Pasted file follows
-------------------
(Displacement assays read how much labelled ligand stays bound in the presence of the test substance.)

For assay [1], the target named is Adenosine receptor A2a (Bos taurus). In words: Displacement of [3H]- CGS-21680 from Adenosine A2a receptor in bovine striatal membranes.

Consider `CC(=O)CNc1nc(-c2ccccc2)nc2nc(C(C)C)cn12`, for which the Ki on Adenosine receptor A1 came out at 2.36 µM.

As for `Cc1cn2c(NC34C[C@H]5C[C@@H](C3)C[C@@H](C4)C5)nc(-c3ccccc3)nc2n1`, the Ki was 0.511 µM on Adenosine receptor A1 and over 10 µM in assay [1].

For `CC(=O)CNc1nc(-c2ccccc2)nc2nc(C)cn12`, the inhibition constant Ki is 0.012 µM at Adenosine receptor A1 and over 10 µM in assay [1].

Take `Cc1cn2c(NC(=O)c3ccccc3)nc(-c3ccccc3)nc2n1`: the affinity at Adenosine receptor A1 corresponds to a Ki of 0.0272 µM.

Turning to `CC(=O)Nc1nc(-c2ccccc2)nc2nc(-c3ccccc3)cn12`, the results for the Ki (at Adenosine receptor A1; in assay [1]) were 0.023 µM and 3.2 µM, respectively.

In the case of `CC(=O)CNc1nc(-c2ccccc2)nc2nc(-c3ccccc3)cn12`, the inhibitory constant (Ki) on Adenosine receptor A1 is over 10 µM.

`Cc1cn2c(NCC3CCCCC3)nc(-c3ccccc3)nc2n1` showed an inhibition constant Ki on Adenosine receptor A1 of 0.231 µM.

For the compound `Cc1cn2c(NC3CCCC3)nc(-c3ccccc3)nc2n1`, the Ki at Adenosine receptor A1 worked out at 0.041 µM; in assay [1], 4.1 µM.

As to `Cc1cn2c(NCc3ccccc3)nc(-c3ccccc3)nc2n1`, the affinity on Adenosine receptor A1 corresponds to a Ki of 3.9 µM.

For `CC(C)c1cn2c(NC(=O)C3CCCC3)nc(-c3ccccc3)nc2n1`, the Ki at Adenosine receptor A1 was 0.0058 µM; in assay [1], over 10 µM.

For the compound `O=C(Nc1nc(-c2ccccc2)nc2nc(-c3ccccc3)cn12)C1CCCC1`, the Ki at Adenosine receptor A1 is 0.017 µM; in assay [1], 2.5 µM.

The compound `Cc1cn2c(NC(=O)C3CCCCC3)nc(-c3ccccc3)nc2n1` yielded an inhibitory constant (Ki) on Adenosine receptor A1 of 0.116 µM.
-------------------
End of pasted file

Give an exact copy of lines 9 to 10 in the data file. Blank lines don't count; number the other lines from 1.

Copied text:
`Cc1cn2c(NCC3CCCCC3)nc(-c3ccccc3)nc2n1` showed an inhibition constant Ki on Adenosine receptor A1 of 0.231 µM.

For the compound `Cc1cn2c(NC3CCCC3)nc(-c3ccccc3)nc2n1`, the Ki at Adenosine receptor A1 worked out at 0.041 µM; in assay [1], 4.1 µM.